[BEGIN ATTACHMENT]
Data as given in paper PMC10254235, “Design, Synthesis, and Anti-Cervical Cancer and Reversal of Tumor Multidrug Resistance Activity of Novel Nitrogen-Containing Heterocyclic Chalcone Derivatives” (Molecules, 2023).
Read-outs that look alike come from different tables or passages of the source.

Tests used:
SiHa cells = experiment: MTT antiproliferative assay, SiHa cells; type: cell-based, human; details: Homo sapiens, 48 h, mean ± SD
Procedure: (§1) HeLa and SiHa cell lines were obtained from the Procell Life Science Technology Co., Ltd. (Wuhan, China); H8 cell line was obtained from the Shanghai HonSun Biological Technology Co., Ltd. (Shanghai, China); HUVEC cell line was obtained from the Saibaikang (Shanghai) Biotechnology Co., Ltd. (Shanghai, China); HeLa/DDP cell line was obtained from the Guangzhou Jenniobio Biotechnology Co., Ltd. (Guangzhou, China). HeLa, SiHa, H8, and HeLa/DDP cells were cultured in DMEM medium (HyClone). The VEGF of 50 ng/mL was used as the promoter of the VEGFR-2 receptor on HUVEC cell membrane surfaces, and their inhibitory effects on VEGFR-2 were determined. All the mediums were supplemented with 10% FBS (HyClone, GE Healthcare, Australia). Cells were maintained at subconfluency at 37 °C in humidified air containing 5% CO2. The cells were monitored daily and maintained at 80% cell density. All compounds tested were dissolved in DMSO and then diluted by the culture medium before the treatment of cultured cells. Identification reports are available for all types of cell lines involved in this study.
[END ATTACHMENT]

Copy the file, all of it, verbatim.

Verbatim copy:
Data as given in paper PMC10254235, “Design, Synthesis, and Anti-Cervical Cancer and Reversal of Tumor Multidrug Resistance Activity of Novel Nitrogen-Containing Heterocyclic Chalcone Derivatives” (Molecules, 2023).
Read-outs that look alike come from different tables or passages of the source.

Tests used:
SiHa cells = experiment: MTT antiproliferative assay, SiHa cells; type: cell-based, human; details: Homo sapiens, 48 h, mean ± SD
Procedure: (§1) HeLa and SiHa cell lines were obtained from the Procell Life Science Technology Co., Ltd. (Wuhan, China); H8 cell line was obtained from the Shanghai HonSun Biological Technology Co., Ltd. (Shanghai, China); HUVEC cell line was obtained from the Saibaikang (Shanghai) Biotechnology Co., Ltd. (Shanghai, China); HeLa/DDP cell line was obtained from the Guangzhou Jenniobio Biotechnology Co., Ltd. (Guangzhou, China). HeLa, SiHa, H8, and HeLa/DDP cells were cultured in DMEM medium (HyClone). The VEGF of 50 ng/mL was used as the promoter of the VEGFR-2 receptor on HUVEC cell membrane surfaces, and their inhibitory effects on VEGFR-2 were determined. All the mediums were supplemented with 10% FBS (HyClone, GE Healthcare, Australia). Cells were maintained at subconfluency at 37 °C in humidified air containing 5% CO2. The cells were monitored daily and maintained at 80% cell density. All compounds tested were dissolved in DMSO and then diluted by the culture medium before the treatment of cultured cells. Identification reports are available for all types of cell lines involved in this study.